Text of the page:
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Canada’s National Energy Board says it makes no economic sense to install solar panels in provinces like Manitoba which have an abundance of cheap hydroelectricity.
The NEB released a report last week comparing the costs of solar energy with prices Canadians pay for electricity from their local grids. It found that in Manitoba, which has among the lowest cost electricity in the country, solar power is far more expensive than hydroelectricity.
It makes us wonder why Manitoba Hydro spent millions over the past two years giving subsidies to people to install solar panels on their property. It’s obvious the subsidy program was misguided from the outset.
The NEB says even with declining costs for solar power in the coming years, it’s still far cheaper to buy electricity from Hydro in Manitoba. In other words, there is no pay-off in the short-term or in the long-term for people to switch to solar power in Manitoba. And because hydroelectricity is renewable and relatively clean, there are no environmental benefits to solar power either, especially when you factor in the energy costs and related emissions to manufacture solar panels.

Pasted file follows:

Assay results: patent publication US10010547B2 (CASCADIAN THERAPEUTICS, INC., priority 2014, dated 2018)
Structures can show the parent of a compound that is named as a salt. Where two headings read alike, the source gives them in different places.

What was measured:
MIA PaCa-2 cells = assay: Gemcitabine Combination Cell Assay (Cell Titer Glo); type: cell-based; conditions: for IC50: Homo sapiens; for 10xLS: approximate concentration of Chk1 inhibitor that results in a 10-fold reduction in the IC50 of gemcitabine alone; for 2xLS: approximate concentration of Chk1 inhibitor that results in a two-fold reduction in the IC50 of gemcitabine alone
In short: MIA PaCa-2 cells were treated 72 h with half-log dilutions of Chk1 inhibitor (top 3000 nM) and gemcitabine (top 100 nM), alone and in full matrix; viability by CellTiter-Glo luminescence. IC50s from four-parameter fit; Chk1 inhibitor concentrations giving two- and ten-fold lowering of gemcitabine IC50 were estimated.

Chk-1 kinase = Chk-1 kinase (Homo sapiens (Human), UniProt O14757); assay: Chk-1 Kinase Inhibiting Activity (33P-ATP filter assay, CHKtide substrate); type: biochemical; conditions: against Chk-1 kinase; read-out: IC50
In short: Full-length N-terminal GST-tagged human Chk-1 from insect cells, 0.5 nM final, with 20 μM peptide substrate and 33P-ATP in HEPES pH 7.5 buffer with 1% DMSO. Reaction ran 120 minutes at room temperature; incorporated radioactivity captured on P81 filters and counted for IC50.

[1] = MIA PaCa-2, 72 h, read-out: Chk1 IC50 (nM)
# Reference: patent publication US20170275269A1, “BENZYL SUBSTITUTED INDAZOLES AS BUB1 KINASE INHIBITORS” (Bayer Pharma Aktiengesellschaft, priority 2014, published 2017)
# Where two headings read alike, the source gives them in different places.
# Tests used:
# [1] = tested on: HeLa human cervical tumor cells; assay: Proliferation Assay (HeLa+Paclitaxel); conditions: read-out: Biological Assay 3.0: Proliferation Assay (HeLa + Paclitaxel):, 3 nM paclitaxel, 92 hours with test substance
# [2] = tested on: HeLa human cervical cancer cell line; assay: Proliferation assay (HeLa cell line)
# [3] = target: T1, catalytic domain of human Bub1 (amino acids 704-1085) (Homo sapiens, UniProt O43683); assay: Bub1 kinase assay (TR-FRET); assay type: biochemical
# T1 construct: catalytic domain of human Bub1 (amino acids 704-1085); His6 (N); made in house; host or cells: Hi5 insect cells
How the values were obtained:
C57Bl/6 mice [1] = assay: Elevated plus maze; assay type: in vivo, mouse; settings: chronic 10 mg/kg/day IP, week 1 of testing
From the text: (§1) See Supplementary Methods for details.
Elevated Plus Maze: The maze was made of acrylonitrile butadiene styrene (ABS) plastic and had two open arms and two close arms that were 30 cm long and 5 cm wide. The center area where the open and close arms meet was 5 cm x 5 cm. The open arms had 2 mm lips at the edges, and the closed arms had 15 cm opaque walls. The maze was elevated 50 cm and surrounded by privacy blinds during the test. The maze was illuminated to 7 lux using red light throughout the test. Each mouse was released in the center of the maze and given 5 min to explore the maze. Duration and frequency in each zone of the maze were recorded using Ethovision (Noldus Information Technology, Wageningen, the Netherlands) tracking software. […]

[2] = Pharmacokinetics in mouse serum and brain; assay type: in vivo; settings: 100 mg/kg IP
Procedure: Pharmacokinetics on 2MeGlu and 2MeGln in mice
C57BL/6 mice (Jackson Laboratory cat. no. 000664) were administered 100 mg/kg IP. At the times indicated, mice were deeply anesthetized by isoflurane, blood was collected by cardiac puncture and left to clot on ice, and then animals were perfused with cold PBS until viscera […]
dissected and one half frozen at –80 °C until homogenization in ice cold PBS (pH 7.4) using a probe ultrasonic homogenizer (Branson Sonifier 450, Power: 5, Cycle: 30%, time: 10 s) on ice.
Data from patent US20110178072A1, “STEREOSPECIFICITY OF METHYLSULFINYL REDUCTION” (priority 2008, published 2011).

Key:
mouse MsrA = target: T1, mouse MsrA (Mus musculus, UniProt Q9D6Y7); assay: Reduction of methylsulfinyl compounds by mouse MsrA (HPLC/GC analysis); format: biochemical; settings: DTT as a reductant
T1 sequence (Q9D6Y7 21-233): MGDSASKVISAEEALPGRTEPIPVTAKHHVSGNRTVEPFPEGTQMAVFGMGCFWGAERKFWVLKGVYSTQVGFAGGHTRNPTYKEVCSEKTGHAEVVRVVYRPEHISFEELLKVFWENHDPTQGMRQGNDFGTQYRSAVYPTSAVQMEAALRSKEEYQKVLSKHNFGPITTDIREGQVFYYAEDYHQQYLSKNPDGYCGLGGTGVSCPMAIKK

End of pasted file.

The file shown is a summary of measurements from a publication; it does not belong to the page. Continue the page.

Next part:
Despite that, Manitoba Hydro launched a two-year pilot project in 2016 to dole out subsidies to people to switch to solar energy. It was a poorly conceived program that made no sense economically or environmentally.
Besides, why would Hydro — which has over-invested in hydro dam capacity and is expected to have a surplus of power for the next several decades — promote the idea of getting Manitobans off its grid? Hydro has an overabundance of supply and it needs the demand to pay off the billions it borrowed to finance the construction of unnecessary dams like Keeyask. Why would it encourage people to stop buying its electricity by going solar? It defies common sense.
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